Susan from That's Life magazine has kindly suggested the following:
Thanks so much for your email - and what a tricky situation you are in! You obviously feel caught between wanting to tell your neighbour to back off, and wanting to maintain the friendship and the support system you've built up between you.
Like you, I don't think the answer is simply to laugh the whole thing off and pretend it's not happening. That's possibly the right way forward when it comes to your neighbour's flirty behaviour - but she is also criticising your husband, and that's very serious indeed. So while what she's doing may be entirely innocent - just an attempt to bring you closer as friends rather than as lovers - I do think you ought to challenge it.
How can you challenge? You say you don't want to offend your neighbour - but I think that in an attempt not to offend, you may be acting too softly softly. Especially in Britain where we are encouraged not to let our feelings show, we can tend to hide our emotions much too much - so that people never reaslise we object to something that's happening. When others say or do outrageous things we may feel uncomfortable or irritated, but we smile and nod - in an attempt to hide the irritation - and then our smiles and nods give the unhelpful message that we don't mind what's happening and don't want it to stop.
The upside of all this, though, is that because Brits don't normally cause a fuss, it will only take a slight objection on your part for your neighbour to get the message. Here are some examples of gentle but firm messages that you don't like what's happening - maybe you can think of more for yourself.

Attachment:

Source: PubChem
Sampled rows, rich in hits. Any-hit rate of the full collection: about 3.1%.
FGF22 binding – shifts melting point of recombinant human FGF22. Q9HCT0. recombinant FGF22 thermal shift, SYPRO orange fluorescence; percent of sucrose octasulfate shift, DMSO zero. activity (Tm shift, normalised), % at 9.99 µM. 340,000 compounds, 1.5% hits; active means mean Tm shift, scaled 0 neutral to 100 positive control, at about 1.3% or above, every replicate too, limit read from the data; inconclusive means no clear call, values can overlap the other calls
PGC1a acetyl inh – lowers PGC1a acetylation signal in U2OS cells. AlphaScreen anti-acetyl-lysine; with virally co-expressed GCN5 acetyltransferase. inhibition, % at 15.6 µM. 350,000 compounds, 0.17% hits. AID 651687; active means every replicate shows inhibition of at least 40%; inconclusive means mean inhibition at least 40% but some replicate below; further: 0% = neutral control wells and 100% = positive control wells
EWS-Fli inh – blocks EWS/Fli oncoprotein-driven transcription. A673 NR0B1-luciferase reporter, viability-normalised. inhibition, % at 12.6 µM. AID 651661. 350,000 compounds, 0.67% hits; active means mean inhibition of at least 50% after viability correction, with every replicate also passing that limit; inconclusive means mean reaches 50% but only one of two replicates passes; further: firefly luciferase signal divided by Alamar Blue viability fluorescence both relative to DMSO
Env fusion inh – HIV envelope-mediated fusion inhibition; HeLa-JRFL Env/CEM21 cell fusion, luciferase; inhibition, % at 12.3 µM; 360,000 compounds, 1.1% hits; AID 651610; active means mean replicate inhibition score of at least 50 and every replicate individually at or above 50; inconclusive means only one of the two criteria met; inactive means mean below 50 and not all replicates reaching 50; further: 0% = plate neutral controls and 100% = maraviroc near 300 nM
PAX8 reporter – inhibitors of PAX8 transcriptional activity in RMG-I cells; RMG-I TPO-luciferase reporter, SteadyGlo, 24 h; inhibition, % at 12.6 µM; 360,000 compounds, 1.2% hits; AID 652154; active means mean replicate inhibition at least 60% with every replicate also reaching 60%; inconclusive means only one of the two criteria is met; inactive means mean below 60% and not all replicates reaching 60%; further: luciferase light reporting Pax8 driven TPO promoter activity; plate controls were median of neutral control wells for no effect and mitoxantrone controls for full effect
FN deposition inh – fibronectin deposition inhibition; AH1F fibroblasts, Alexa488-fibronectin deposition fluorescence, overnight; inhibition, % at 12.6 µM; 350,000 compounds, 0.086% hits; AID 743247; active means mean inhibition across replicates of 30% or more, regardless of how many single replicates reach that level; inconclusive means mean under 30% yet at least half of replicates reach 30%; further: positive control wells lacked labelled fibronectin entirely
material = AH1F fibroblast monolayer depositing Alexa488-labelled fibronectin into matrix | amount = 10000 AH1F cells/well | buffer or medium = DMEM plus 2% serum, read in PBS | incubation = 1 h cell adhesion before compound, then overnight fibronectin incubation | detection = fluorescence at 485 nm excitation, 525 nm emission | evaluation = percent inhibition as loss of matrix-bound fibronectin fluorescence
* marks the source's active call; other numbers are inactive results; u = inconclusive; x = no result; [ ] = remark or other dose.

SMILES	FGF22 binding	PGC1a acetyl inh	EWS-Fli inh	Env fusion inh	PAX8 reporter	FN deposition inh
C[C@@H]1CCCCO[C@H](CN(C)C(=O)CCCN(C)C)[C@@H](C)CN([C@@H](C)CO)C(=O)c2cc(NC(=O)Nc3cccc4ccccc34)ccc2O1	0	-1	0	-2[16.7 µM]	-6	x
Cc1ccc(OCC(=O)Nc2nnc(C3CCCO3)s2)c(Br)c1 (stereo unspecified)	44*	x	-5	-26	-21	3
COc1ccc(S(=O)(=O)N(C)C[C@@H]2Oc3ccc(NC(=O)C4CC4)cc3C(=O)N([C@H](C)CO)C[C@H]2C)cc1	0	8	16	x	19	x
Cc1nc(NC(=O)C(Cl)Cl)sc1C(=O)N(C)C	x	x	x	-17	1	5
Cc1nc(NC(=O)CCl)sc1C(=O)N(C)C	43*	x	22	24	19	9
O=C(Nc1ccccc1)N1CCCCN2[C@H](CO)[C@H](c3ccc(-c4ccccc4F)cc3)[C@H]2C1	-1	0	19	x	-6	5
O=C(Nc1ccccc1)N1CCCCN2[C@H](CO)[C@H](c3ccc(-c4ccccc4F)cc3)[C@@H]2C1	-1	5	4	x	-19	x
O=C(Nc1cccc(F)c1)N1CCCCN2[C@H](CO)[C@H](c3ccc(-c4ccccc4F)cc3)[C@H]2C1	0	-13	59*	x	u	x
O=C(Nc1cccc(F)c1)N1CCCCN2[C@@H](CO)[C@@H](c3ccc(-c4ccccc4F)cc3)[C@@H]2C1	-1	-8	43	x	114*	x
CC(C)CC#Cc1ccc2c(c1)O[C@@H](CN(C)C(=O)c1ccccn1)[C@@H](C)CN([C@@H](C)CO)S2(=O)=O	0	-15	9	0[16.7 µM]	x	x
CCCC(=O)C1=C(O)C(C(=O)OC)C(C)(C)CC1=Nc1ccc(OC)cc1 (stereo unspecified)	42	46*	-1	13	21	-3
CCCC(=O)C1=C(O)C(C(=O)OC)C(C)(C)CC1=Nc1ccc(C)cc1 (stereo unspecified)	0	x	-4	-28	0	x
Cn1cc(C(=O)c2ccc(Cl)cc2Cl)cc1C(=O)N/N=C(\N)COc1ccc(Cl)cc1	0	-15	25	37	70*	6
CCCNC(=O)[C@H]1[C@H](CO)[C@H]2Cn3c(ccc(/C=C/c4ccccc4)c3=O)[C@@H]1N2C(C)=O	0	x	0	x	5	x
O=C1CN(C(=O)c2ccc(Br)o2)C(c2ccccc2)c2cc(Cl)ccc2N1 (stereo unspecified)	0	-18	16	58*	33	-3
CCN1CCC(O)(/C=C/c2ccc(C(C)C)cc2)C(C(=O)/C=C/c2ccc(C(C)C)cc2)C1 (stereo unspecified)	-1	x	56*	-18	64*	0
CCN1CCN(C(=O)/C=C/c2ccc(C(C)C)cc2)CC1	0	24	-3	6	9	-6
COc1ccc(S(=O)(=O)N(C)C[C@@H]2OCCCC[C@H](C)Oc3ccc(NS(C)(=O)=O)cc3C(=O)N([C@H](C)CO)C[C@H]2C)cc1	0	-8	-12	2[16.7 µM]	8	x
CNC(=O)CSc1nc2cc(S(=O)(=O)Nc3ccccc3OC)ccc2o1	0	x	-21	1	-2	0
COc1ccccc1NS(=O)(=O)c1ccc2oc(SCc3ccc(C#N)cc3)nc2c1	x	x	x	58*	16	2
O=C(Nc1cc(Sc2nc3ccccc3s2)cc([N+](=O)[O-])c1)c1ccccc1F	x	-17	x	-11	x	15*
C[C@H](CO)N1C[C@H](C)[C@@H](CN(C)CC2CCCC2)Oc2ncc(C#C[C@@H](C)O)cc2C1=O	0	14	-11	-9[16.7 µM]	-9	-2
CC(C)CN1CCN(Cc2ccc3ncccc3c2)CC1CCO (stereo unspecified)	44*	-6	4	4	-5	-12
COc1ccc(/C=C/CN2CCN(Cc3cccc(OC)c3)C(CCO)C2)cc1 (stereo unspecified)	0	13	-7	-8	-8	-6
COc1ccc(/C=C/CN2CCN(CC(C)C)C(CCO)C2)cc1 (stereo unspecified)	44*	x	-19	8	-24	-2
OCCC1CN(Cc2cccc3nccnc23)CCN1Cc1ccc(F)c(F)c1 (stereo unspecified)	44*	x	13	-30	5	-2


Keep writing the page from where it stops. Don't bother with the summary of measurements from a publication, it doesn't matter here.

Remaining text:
- flinch next time she grabs you
- frown and say 'that seems too personal to me' next time she offers to tumble dry your laundry
- shake your head and say 'I love my husband very much and he's not a ne'er do well' next time she criticises him
You won't need to throw a temper tantrum or get upset to make your point. You probably won't even need to say very much. A clear body language sign that you are not happy (frown, flinch, shaking your head, wrinkling your nose, grimacing) will almost certainly make your neighbour realise she needs to back off .
If she doesn't realise, of course, then you need to say it more clearly - sit down and have a heart to heart. But I think you're very far from that point - if you act immediately, I think you can nip things in the bud. So start today, and hope she gets the message!
Oh, Susan, if only it were that easy. I am tempted to reply with the following:
Thank you for your reply and advice. However, I fear it is too late, for last Tuesday my neighbour invited me over for a seasonal coffee, then leant in for a kiss.